Like many nocturnal animals, lorises are not well considered in action plans. Furthermore, they often occur on forest edges rather than interiors so can be “falsely accused” of being more abundant than they are, which field surveys are only carried out on these edges.

This is also where they are easily caught, and it is thus no surprise they continue to show up in illegal wildlife markets, despite their declining numbers.

Demand for them as pets leads to international trade with a variety of issues, including their being confiscated in countries where they are not native and even translocated there in large numbers – Thailand and Taiwan being two cases in point.

Yet another issue looms for pygmy lorises and was the subject of yet another paper my team and I published this year. For nearly two decades now, lorises have consistently appeared on social media as “cute and cuddly” pets.

Often clearly illegal, in that they appear in countries where no loris was ever legally imported to be sold as a pet, this has never stopped social media channels for allowing the content to continue.

And the lorises most often seen as pets are the pygmy lorises, and most of these are of the Northern variety. It is safe to say that based on the millions upon millions of views these images and videos receive, more people have seen a loris as a pet than they have ever seen one in a zoo or in the wild. And despite scientific studies showing the suffering, stress, poor welfare and often ill health of these animals, these videos and memes still garner millions of likes, making the slow loris singularly one of the most popular illegally traded animals on the Internet.

We suggest that this inappropriate imagery can lead to decontextualisation of the animal from its wild state, with the average person who can recall a loris imagining it holding a cocktail umbrella, eating a rice ball, or simply sitting in clothing in a cage rather than in the wild.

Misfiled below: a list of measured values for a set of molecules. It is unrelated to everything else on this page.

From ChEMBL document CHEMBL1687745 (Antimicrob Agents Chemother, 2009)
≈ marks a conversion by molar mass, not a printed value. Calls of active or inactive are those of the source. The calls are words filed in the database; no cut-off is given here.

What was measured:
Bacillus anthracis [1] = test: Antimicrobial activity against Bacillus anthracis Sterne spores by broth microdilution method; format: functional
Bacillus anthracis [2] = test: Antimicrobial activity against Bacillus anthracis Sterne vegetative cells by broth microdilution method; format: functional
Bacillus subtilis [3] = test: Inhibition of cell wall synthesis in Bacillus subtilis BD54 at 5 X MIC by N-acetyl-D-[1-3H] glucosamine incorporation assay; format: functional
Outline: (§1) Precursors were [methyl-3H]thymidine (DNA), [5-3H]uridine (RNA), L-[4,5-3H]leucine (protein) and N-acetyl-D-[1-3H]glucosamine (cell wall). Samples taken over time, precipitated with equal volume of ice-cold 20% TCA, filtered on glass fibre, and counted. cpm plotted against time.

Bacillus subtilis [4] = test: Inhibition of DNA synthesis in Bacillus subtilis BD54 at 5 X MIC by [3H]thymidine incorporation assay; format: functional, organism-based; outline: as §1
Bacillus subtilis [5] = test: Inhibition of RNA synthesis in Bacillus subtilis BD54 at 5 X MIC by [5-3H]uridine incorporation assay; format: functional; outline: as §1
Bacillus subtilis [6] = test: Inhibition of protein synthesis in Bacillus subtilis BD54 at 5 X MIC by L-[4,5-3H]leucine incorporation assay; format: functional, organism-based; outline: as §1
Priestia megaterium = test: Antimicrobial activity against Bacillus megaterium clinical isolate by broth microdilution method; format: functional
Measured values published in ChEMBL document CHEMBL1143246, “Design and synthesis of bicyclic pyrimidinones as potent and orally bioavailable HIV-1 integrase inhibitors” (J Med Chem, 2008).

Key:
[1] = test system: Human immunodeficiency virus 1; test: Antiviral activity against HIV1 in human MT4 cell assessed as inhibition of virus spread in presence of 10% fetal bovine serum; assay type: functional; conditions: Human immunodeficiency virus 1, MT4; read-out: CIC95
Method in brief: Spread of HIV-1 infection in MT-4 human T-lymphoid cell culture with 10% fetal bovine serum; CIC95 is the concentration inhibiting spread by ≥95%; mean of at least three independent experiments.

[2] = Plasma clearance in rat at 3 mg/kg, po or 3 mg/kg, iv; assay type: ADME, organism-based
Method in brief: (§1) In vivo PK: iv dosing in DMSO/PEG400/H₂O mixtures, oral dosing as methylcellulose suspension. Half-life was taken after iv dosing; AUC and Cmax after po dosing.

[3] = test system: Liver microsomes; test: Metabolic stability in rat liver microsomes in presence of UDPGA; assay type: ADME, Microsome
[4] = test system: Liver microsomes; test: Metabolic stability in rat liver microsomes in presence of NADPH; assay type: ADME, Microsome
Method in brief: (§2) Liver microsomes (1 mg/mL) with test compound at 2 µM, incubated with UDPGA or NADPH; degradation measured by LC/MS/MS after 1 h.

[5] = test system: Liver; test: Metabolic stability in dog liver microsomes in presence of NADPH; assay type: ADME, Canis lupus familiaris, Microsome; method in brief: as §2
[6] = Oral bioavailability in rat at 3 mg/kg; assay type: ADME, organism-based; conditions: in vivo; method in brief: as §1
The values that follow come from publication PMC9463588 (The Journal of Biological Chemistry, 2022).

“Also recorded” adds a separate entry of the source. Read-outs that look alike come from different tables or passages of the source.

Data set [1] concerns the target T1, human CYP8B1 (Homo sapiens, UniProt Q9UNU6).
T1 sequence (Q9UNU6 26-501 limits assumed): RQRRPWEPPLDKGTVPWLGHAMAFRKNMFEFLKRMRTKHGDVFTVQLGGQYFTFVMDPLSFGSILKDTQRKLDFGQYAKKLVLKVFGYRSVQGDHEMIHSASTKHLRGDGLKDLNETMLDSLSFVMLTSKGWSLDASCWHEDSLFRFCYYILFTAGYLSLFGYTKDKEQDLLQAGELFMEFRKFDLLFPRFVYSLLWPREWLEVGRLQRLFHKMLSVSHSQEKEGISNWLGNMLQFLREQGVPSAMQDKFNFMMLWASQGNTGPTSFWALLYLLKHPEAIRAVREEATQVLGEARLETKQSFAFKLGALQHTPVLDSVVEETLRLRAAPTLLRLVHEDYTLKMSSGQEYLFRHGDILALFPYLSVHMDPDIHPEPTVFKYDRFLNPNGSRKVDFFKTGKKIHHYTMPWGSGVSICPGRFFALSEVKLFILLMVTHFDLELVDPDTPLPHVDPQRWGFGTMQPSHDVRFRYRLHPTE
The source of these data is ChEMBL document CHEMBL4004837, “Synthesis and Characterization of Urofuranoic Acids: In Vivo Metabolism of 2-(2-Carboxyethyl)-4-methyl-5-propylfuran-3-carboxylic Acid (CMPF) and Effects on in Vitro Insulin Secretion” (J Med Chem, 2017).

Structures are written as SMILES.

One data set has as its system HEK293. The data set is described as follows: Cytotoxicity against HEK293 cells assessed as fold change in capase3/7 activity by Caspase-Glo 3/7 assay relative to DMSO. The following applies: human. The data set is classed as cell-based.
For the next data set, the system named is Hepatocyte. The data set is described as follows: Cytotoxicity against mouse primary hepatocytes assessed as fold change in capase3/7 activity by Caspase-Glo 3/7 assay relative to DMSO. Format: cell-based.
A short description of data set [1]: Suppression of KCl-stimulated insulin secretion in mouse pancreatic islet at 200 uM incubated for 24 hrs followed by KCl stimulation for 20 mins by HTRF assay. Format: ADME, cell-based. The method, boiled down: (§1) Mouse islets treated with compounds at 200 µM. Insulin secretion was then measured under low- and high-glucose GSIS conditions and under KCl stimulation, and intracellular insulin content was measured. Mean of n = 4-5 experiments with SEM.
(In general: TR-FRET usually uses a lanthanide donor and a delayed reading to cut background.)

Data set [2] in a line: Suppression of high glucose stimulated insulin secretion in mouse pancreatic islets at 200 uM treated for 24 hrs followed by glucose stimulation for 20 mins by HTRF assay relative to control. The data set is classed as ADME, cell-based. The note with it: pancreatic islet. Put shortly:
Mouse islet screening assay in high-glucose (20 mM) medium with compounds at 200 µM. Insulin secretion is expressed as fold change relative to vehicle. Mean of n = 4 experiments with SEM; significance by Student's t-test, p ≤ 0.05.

This normalisation of household captivity has been shown to link to public perception of how endangered the animal is (e.g., that is NOT globally threatened); to considering it normal to have one as a pet; and even to consider the animal is safer or happier in a human home than in the forest.

With a specialised animal like a loris, however, which has strong social bonds with family; which eats a very unusual gum diet; which never sits on the flat but always clings to branches; and which is dangerous in that its venom can kill or maim a human, this decontextualisation takes on a new level, with poor welfare and very short lifespans to lorises who end up in trade.

The fact that even the best known loris both from captivity and social media – the pygmy – contains a new species, exacerbates this issue further.

Zoos have an excellent opportunity to explore and conserve these unseen species – through the relatively simple medium of genetic studies of animals in their collections, but also through considering the display of these “boring” animals.

I do not think I have ever seen a zoo exhibit contrasting the rather cruel portrayal on social media on a sign next to the exhibit of a pygmy loris.

Not only would this remind the public that this was the animal that they “liked” but outreach materials could show just why these videos DO contain cruelty and why they should learn to love the animal instead in context.

It is too attractive to continue to market the same handful of charismatic species that visitors flock to zoos to see, but these wonderful unseen animals are an untapped resource for zoos and could help turn the tide of negative social media around.

- Prof Anna Nekaris, Oxford Brookes University Course Tutor of Primate Conservation and Director of the Little Fireface Project

All blogs reflect the views of their author and are not a reflection of BIAZA's positions.